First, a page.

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JIers in Print

2010 in Retrospect: A Glance at some of the Scholarly Books and Articles in Mormon History

By December 6, 2010


I love year-in-review lists. Building on last year’s post, this is a retrospective of 2010’s scholarly output in Mormon studies. I hope to add to the excellent posts by Jared (forthcoming) and J Stapley by listing not only books, but articles that also deserve attention. (As noted recently, historians should really reconsider our “journal standard,” and place more importance on scholarship other than monographs.) I also like this format because it allows reflections on general trends within Mormon studies and historiography in general.

I am bound to overlook some books and articles that others feel are significant. This is not on purpose–it is more a result of being 1) lazy 2) limited in my personal interests, or 3) ignorant of work while being stranded across the Atlantic Ocean. I hope people will mention and discuss the texts I overlook in the comments. There could also be another post dedicated to the excellent historical posts found in the bloggernacle over the last year–but that would be beyond the scopes of this retrospect.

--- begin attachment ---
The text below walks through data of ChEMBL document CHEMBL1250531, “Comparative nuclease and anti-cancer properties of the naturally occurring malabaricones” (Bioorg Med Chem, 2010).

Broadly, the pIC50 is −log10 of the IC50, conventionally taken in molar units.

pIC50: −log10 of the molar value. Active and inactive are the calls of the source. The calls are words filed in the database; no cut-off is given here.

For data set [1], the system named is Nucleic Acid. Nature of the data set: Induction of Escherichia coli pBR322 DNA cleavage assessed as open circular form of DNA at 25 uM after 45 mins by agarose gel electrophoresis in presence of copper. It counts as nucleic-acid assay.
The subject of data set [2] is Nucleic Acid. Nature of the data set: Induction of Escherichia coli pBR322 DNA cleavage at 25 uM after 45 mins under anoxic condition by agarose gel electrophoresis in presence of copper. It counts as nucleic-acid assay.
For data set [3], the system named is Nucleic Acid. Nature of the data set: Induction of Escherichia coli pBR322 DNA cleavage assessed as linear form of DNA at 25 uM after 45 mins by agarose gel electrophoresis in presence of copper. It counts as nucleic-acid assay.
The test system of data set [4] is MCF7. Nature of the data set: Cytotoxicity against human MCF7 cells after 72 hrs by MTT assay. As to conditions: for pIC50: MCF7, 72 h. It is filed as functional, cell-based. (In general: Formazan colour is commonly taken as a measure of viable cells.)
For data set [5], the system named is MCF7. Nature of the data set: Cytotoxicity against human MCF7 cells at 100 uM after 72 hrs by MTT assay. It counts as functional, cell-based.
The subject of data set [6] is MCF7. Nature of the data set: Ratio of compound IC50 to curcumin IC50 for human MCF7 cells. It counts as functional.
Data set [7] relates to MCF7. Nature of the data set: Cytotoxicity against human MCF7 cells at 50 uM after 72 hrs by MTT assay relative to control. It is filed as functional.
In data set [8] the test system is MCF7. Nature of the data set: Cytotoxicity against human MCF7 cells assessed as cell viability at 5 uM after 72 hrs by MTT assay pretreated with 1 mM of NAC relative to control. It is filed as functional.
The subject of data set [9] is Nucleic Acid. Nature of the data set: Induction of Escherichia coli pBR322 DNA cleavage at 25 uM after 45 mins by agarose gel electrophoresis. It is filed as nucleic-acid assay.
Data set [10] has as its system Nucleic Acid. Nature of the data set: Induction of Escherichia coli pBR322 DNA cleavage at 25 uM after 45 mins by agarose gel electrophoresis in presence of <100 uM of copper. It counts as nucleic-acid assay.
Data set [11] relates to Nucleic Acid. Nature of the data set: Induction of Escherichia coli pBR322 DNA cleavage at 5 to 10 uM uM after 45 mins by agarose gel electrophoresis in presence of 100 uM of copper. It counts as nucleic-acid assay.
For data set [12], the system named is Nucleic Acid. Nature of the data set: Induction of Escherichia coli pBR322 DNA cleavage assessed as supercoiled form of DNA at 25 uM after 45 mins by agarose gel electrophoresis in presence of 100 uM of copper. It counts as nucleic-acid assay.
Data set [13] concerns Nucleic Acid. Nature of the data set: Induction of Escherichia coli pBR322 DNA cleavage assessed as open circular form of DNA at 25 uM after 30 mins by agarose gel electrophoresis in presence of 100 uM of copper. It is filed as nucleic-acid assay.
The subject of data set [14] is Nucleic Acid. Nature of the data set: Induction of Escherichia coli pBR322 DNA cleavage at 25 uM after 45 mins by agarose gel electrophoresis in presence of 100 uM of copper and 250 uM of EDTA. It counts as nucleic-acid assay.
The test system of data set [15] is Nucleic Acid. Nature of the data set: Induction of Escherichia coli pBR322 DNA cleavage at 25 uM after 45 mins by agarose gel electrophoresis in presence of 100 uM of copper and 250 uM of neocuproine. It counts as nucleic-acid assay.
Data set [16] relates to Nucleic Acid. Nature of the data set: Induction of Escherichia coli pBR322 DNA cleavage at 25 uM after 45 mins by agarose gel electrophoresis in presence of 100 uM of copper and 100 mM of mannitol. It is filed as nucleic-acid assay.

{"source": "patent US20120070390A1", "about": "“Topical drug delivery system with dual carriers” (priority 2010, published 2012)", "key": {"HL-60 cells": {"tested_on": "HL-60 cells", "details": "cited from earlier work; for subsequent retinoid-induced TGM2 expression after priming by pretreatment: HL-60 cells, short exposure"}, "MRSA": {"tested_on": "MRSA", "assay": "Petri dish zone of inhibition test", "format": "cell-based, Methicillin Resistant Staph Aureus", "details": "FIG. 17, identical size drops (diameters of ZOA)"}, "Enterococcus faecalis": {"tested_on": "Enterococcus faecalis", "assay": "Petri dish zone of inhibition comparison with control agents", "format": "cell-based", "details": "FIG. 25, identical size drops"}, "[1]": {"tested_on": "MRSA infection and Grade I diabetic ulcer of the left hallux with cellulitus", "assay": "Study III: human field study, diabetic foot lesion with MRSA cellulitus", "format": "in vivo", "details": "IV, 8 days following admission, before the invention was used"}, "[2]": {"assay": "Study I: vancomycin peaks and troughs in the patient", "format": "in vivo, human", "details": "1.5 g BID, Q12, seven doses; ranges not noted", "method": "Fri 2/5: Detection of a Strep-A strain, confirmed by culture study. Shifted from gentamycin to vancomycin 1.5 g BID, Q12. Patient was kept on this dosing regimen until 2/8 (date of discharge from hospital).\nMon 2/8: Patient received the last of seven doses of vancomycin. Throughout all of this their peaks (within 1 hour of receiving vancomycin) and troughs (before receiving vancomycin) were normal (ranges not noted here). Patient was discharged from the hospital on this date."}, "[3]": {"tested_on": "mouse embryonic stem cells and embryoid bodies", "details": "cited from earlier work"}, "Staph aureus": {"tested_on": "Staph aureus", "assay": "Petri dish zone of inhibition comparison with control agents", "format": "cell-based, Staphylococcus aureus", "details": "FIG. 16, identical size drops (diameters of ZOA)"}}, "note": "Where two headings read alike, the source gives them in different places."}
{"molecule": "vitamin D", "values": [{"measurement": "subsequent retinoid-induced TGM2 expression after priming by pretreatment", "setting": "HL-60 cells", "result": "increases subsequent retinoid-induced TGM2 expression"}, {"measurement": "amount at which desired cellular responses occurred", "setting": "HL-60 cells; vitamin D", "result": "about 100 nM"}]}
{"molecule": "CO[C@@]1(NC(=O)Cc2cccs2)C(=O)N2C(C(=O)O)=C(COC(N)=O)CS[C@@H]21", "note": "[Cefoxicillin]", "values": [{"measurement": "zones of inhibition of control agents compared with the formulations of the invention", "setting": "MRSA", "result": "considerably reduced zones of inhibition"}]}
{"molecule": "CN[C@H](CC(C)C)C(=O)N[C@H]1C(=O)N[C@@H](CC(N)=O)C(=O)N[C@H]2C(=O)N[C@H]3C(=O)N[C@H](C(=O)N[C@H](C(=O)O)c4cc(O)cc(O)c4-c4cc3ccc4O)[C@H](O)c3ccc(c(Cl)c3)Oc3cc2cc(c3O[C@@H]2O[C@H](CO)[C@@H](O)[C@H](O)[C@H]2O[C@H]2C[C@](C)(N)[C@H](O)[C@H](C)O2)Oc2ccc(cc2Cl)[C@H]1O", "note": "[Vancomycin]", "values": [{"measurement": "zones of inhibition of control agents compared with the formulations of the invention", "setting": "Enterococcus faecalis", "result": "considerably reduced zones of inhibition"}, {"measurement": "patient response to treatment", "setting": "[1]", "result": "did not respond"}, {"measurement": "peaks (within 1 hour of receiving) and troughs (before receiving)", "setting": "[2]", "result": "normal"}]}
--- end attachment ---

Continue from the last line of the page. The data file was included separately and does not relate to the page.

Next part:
[Note: Some of these works have a publication date of 2009. I include these for one of two reasons. 1) They were published after I posted last year’s retrospective (the perils of posting at the beginning of December). 2) Though they have a 2009 publication date, they actually didn’t appear until 2010.]

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Book Announcement: Stephen C. Taysom, Shakers, Mormons, and Religious Worlds: Conflicting Visions, Contested Boundaries

By October 22, 2010


Stephen C. Taysom. Shakers, Mormons, and Religious Worlds: Conflicting Visions, Contested Boundaries. Bloomington: Indiana University Press, 2010. xvi + 263 pp. Notes. Bibliography. Index. $34.95. Cloth.

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“A Uniformity So Complete”: Early Mormon Angelology

By July 15, 2010


[To continue my attempt to post something without much work on my part, what follows is the introduction to my recent article, just put online by the Intermountain West Journal of Religious Studies. I post this also to encourage other graduate students to consider submitting to IMW Journal in the future; while it is a student-run production, it boasts an impressive academic review board with professional and respected scholars to help improve your submission; I received great feedback on my earlier drafts that significantly improved the article. To view the articles from the most recent issue, as well as to see submission guidelines,  click here.]

“An angel of God never has wings,” proclaimed Joseph Smith in 1839, just as the LDS Church was establishing itself in what would come to be known as Nauvoo, Illinois.

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New Article: “Salvation Through a Tabernacle: Joseph Smith, Parley P. Pratt, and Early Mormon Theologies of Embodiment”

By June 8, 2010